In today’s erratic economy, landing an interior design project often is a matter of timing — and available money, of course — especially for sole practitioners and smaller firms. Effective marketing can help increase one’s chances of finding, or being found by, the right client at the right time. But, according to surveys, most single-person and small firms invest little time and money in commercial forms of marketing, preferring to rely on networking, referrals and the occasional showhouse to acquire new clients.
Another common strategy is to cast a wide net by offering a broad range of interior design services across a spectrum of interior environments, including residential, office, hospitality and medical. During and in the aftermath of the Great Recession, when demand for residential and hospitality design services steeply declined, some designers began to look toward more specialized areas, such as healthcare, education and government, where the grass appeared to be greener, only to encounter a considerable learning curve, fierce competition and a scarcity of budgets for new projects. Most, however, kept themselves afloat by taking on smaller, less lucrative projects from a broader customer base and providing consulting and/or shopping services to their now-thrifty clients — thus continuing to market themselves as all things to all clients.
Now that the housing and commercial markets appear to be rebounding, designers will once again need to grapple with one of the perennial choices facing not only interior designers but those providing professional services of all stripes. To specialize or not to specialize, that is the question. From a sheer volume standpoint, the odds would seem to favor the generalist (i.e., cast a wide net) approach. Why limit oneself to serving just one type of client when there is potential to serve many? But in practice, do generalists actually do better than specialists — that is to say, do they attract more business and earn higher profits? Each designer and design firm is different, of course, but on the whole, it seems not.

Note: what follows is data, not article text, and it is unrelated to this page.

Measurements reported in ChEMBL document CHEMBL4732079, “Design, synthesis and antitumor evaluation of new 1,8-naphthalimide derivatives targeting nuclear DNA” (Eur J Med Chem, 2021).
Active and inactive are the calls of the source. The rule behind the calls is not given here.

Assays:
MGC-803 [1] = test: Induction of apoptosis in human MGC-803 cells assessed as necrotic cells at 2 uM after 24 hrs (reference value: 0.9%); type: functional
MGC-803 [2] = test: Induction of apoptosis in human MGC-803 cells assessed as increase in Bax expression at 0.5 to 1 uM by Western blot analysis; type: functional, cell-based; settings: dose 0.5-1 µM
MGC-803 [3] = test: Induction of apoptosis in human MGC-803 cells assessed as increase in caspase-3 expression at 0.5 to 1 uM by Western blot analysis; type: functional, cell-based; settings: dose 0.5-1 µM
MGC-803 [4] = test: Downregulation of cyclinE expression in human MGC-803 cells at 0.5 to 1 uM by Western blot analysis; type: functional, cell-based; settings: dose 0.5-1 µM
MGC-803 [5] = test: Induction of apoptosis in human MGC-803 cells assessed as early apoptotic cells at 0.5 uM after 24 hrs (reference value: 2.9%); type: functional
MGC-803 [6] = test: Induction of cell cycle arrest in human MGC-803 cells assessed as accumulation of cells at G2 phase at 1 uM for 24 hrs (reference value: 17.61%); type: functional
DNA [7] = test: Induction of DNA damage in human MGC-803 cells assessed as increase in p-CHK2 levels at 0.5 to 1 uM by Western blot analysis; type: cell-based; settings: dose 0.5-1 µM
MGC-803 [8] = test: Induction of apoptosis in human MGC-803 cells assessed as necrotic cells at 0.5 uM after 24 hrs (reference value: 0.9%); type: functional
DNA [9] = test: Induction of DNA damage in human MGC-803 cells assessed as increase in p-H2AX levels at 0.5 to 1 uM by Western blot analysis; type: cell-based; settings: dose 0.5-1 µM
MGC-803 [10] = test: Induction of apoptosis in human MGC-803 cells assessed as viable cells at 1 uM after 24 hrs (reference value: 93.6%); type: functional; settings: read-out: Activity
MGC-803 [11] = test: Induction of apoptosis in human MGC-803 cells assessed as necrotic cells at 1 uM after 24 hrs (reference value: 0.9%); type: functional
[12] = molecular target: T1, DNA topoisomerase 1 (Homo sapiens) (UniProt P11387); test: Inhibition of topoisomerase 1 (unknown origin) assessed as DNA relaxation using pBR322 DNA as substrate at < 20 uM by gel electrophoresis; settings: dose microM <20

A few years ago, at the depth of the post-recession trough, the American Society of Interior Designers (ASID) brought together a group of its most illustrious and successful practitioners, some of whom were themselves generalists at one time or another, to gather their thoughts on how designers could best survive in the so-called “new economy.” Among their top tips for designers was to specialize: “Don’t try to be all things to all clients. Determine what you are good at, select a niche and become the best at it.”
There is a corollary to this axiom: “Focus on an area that demands technical or regulatory expertise” — that is, an area where there is likely to be ongoing demand and fewer competitors. Their reasoning? Over time, specialists evolve into experts, and as an expert you are likely to be in higher demand, garner higher fees and gain greater exposure to potential clients or contacts who will refer you to clients. As an expert you also have other income-earning possibilities, such as publishing, speaking at conferences, consulting and teaching.
Career specialists give similar advice to young professionals, and some research demonstrates the power of specialization. A study published in 2003 by a team of researchers at MIT’s Sloan School of Management found that, as a group, the Hollywood actors who allowed themselves to be typecast (i.e., specialized in a particular type of character) had overall higher career earnings than actors who sought a variety of roles.
The study concludes that the same dynamic operates in the business world, too, where headhunters and human resource specialists tend to “typecast” candidates for particular roles within an organization. Applicants may boast about their breadth of experience, but the recruiter is looking for the “right fit.” Clients, too, want the right fit. A designer may proudly display a portfolio of projects from a range of environments, but most clients want to know one thing: Does the designer have the skills and expertise to successfully accomplish their project?
That all sounds good, but do the numbers add up? Analysis of the firms participating in ASID’s Interior Design Business Performance Panel for the years 2011 and 2012 shows that, as a group, firms that specialized, whether in residential or commercial types of projects, performed slightly better than those that generalized. More than half the firms identified as “top performers” for the year had specialized practices, whereas only 38 percent of “top performers” were firms that diversified.
Of course, many other factors influence a firm’s business performance, but it stands to reason that in tight markets projects will more often go to “the best” designers, and because they can focus their energies and their learning, specialists are more likely to earn a reputation as the best.
Michael J. Berens is a freelance researcher and writer with more than 30 years of experience in association communication and management.
This article was provide by Multibriefs.